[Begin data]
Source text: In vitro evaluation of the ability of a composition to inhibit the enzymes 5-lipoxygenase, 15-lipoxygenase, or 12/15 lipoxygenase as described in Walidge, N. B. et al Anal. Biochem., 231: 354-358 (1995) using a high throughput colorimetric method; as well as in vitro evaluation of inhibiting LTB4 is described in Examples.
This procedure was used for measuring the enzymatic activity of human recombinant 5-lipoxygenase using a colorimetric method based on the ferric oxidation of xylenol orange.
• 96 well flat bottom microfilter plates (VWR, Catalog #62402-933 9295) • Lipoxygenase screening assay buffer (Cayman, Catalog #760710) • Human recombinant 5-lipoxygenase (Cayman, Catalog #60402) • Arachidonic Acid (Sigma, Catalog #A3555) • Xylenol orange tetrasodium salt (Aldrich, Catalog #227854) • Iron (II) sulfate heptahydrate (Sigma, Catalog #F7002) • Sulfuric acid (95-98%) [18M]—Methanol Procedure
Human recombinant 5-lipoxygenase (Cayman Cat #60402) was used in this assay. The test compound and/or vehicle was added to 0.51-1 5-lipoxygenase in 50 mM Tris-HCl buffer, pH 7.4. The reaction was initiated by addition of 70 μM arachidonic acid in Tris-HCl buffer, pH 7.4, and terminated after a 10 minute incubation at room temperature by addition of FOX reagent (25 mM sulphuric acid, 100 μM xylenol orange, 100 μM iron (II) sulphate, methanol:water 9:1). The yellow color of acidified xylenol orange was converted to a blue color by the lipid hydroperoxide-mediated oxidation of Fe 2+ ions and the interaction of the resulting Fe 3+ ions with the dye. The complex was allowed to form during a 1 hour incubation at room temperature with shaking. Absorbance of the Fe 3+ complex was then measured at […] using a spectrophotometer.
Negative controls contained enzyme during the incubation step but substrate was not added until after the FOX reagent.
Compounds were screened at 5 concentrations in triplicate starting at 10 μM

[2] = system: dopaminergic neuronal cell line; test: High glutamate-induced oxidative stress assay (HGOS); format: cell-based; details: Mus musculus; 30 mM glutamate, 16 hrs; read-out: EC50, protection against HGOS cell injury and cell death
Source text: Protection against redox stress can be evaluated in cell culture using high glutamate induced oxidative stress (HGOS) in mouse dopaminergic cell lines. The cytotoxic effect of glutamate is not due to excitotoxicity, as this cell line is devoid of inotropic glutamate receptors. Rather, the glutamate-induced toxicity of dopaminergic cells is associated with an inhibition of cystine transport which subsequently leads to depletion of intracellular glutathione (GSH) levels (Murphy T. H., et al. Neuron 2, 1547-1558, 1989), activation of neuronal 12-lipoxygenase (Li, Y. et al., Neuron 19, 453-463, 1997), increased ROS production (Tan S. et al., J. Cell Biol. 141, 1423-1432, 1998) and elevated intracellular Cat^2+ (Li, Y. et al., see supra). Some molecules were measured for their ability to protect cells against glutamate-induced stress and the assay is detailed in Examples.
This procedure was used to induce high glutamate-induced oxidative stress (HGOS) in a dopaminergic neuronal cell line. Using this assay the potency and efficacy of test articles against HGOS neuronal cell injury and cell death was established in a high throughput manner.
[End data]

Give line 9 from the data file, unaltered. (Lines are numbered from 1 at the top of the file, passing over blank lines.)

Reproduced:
This procedure was used to induce high glutamate-induced oxidative stress (HGOS) in a dopaminergic neuronal cell line. Using this assay the potency and efficacy of test articles against HGOS neuronal cell injury and cell death was established in a high throughput manner.